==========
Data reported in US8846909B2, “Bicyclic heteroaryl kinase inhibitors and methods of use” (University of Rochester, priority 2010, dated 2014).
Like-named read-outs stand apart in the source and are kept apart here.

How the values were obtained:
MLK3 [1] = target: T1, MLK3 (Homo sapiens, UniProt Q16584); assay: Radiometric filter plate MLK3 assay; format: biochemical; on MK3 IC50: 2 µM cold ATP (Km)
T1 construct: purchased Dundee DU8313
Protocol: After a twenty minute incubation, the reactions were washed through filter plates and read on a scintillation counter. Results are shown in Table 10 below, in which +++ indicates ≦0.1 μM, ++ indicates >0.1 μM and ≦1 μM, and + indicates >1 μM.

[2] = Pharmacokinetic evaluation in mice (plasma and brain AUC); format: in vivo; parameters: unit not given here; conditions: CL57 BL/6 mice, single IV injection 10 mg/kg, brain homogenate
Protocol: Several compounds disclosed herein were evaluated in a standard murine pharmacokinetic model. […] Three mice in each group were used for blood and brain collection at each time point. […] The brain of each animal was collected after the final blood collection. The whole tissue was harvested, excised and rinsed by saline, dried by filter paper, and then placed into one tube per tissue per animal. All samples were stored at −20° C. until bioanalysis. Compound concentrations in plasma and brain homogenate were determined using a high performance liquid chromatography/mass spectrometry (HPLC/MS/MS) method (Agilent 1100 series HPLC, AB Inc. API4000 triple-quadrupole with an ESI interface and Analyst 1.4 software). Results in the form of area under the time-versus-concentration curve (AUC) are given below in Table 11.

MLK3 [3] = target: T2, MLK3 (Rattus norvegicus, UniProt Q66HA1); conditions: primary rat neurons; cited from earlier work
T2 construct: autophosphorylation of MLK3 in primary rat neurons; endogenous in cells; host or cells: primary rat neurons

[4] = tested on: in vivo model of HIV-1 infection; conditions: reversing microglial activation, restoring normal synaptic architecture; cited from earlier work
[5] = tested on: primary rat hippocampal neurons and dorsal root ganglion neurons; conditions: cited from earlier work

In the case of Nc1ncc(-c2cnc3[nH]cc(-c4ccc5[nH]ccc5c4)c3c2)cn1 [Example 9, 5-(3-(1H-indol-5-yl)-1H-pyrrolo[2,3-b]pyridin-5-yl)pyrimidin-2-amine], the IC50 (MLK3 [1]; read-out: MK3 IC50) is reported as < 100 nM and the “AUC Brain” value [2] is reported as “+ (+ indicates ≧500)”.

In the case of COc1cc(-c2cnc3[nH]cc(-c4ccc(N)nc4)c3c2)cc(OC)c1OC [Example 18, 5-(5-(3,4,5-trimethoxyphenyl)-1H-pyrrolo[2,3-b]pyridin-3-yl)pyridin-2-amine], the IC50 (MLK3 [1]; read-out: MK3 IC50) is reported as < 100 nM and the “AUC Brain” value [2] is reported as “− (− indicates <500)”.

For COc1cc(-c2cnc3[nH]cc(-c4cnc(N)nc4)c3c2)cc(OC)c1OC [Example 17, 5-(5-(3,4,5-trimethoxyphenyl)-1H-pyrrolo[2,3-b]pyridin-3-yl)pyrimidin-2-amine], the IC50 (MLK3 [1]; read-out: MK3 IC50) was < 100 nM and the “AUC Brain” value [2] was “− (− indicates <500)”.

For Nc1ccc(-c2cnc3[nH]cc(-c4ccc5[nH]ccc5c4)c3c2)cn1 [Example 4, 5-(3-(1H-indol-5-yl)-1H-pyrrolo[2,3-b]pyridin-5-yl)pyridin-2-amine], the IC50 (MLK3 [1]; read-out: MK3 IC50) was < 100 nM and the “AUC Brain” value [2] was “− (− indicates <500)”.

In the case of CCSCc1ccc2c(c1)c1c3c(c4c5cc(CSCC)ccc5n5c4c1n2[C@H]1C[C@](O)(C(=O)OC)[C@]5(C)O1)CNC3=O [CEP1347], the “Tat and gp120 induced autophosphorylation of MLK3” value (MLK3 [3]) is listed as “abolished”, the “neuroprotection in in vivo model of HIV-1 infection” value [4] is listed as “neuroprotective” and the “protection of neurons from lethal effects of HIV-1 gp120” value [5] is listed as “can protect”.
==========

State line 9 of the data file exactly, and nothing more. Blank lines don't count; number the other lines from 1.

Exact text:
MLK3 [3] = target: T2, MLK3 (Rattus norvegicus, UniProt Q66HA1); conditions: primary rat neurons; cited from earlier work